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In 2017, the United States Court of Appeals for the Ninth Circuit held in Stone Creek, Inc. v. Omnia Italian Design, Inc. that the “good faith” element of the Tea Rose-Rectanus doctrine, a common-law affirmative defense to trademark infringement, requires the junior user to have used the trademark without knowledge of the senior user’s prior use of the mark. This ruling echoed the Seventh Circuit’s similar finding in 1982 in Money Store v. Harriscorp Finance, Inc., and the Eighth Circuit’s finding in 2001 in National Association for Healthcare Communications, Inc. v. Central Arkansas Area Agency on Aging, Inc. The Ninth Circuit decision deepened the split with the Tenth and Fifth Circuits, which ruled in 1991 and 2001, respectively, that knowledge is not dispositive of bad faith, but is merely one factor to consider in a good faith inquiry. This Comment argues that the Ninth Circuit correctly decided that knowledge of a senior user’s prior use of a mark destroys the good faith defense under the Tea Rose-Rectanus doctrine.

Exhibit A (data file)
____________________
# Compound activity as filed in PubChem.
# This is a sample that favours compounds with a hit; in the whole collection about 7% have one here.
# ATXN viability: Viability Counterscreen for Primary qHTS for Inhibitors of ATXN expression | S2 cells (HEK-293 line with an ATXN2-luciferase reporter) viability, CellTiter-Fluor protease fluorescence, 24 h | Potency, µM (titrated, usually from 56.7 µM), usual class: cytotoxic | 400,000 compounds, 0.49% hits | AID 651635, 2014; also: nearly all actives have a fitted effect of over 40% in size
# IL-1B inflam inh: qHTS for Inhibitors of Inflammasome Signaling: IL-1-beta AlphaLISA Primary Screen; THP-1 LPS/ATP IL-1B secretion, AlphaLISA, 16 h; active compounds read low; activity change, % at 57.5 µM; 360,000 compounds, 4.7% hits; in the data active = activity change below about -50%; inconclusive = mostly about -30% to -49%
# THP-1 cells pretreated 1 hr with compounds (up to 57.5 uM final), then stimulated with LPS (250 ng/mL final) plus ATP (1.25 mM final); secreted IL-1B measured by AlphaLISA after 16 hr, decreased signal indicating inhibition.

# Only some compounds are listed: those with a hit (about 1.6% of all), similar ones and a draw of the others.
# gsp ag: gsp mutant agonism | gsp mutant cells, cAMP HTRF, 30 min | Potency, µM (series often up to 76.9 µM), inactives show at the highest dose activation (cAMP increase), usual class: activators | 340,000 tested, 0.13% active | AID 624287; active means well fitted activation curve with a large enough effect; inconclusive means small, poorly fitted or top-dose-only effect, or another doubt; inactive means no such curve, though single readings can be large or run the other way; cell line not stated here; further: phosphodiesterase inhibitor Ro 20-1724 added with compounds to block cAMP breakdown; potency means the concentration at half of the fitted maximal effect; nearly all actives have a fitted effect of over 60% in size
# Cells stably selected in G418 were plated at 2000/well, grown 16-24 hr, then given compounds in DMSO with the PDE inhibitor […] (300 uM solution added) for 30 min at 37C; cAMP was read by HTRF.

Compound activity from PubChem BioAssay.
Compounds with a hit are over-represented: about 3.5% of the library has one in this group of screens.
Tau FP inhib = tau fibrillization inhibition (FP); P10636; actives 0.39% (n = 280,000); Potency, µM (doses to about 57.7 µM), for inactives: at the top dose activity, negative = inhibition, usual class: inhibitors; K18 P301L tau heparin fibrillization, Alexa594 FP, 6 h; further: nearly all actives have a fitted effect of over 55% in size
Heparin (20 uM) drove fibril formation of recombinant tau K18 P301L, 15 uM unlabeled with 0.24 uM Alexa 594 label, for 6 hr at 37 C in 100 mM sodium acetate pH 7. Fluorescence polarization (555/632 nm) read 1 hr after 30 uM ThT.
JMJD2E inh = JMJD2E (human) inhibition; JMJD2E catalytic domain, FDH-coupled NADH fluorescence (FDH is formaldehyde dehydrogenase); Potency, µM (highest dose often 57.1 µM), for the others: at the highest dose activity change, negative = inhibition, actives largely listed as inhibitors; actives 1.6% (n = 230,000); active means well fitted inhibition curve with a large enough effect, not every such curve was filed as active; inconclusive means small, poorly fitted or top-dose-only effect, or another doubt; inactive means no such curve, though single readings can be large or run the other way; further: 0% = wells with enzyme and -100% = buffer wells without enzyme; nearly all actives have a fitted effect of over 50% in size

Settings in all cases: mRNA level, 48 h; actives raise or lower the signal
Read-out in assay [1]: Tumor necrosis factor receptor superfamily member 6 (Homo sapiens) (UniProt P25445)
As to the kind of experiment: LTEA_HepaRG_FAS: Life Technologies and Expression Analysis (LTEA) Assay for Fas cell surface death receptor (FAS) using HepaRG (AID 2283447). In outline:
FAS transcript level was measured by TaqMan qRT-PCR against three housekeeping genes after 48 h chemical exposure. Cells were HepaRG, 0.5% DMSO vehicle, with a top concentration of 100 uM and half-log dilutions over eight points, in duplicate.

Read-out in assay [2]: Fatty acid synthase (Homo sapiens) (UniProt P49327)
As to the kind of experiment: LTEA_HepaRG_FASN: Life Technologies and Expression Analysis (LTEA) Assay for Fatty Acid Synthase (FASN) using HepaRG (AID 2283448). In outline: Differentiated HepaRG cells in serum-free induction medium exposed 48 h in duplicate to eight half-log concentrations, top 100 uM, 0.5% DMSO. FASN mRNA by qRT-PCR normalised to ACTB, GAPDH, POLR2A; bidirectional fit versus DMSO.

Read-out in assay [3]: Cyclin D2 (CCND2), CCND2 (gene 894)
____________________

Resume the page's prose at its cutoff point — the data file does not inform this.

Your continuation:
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6 Sep 2022
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  • Subject
    • Intellectual Property Law

  • Journal title
    • Boston College Law Review

  • Volume
    • 60

  • Issue
    • 9

  • Pagination
    • E. Supp. II.-65

  • Date submitted

    6 September 2022